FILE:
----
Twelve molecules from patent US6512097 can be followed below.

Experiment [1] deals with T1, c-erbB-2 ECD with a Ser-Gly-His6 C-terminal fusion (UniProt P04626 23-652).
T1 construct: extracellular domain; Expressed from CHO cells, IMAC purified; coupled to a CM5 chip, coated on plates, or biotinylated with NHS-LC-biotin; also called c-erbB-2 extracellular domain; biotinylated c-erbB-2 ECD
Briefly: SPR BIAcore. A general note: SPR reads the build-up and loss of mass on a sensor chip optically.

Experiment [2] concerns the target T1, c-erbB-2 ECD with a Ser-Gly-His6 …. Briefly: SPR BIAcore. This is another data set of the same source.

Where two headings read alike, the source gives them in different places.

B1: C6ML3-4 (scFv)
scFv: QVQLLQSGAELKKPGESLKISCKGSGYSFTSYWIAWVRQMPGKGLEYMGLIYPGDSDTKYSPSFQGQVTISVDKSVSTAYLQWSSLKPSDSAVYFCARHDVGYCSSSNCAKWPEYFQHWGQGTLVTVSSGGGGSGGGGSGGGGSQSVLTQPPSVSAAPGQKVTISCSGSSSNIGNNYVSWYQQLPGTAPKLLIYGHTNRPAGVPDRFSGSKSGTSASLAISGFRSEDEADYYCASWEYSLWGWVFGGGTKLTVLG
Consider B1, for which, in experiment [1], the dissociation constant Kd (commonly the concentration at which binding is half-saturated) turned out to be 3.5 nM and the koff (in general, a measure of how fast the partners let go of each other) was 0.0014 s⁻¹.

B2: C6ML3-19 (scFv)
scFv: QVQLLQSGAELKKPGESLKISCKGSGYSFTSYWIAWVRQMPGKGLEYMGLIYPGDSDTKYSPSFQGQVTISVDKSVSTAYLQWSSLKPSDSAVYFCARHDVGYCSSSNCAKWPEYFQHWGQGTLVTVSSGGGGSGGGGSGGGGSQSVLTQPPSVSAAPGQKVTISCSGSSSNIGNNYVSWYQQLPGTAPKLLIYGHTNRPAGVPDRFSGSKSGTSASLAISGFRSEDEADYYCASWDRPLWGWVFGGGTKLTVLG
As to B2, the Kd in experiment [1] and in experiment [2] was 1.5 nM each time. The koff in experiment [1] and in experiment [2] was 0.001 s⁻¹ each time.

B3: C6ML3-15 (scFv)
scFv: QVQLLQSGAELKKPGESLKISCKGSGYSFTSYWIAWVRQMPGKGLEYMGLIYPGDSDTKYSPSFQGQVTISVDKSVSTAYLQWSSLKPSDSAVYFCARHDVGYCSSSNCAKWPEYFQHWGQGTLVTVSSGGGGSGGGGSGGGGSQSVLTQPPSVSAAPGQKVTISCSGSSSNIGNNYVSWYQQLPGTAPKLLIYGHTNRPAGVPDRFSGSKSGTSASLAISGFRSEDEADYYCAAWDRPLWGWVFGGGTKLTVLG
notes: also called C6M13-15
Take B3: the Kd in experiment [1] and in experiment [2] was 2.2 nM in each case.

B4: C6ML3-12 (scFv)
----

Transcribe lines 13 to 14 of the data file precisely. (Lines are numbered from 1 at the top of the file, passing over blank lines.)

B3: C6ML3-15 (scFv)
scFv: QVQLLQSGAELKKPGESLKISCKGSGYSFTSYWIAWVRQMPGKGLEYMGLIYPGDSDTKYSPSFQGQVTISVDKSVSTAYLQWSSLKPSDSAVYFCARHDVGYCSSSNCAKWPEYFQHWGQGTLVTVSSGGGGSGGGGSGGGGSQSVLTQPPSVSAAPGQKVTISCSGSSSNIGNNYVSWYQQLPGTAPKLLIYGHTNRPAGVPDRFSGSKSGTSASLAISGFRSEDEADYYCAAWDRPLWGWVFGGGTKLTVLG